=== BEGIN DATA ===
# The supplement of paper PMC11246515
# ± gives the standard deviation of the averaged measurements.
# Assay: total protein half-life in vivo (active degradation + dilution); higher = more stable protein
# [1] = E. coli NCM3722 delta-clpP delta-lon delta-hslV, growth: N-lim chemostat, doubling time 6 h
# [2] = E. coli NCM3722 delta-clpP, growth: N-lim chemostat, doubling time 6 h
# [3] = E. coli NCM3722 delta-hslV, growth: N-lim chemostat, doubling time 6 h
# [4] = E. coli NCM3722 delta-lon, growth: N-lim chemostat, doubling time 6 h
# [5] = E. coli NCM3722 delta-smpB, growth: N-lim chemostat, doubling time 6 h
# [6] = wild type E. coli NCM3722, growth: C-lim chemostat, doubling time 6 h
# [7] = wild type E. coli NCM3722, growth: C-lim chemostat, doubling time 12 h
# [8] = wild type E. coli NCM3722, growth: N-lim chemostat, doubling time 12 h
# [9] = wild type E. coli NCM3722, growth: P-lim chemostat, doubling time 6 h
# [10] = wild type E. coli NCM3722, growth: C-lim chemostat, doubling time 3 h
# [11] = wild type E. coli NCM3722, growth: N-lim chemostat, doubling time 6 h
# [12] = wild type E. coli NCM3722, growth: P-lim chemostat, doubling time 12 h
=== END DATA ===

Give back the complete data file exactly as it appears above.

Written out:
# The supplement of paper PMC11246515
# ± gives the standard deviation of the averaged measurements.
# Assay: total protein half-life in vivo (active degradation + dilution); higher = more stable protein
# [1] = E. coli NCM3722 delta-clpP delta-lon delta-hslV, growth: N-lim chemostat, doubling time 6 h
# [2] = E. coli NCM3722 delta-clpP, growth: N-lim chemostat, doubling time 6 h
# [3] = E. coli NCM3722 delta-hslV, growth: N-lim chemostat, doubling time 6 h
# [4] = E. coli NCM3722 delta-lon, growth: N-lim chemostat, doubling time 6 h
# [5] = E. coli NCM3722 delta-smpB, growth: N-lim chemostat, doubling time 6 h
# [6] = wild type E. coli NCM3722, growth: C-lim chemostat, doubling time 6 h
# [7] = wild type E. coli NCM3722, growth: C-lim chemostat, doubling time 12 h
# [8] = wild type E. coli NCM3722, growth: N-lim chemostat, doubling time 12 h
# [9] = wild type E. coli NCM3722, growth: P-lim chemostat, doubling time 6 h
# [10] = wild type E. coli NCM3722, growth: C-lim chemostat, doubling time 3 h
# [11] = wild type E. coli NCM3722, growth: N-lim chemostat, doubling time 6 h
# [12] = wild type E. coli NCM3722, growth: P-lim chemostat, doubling time 12 h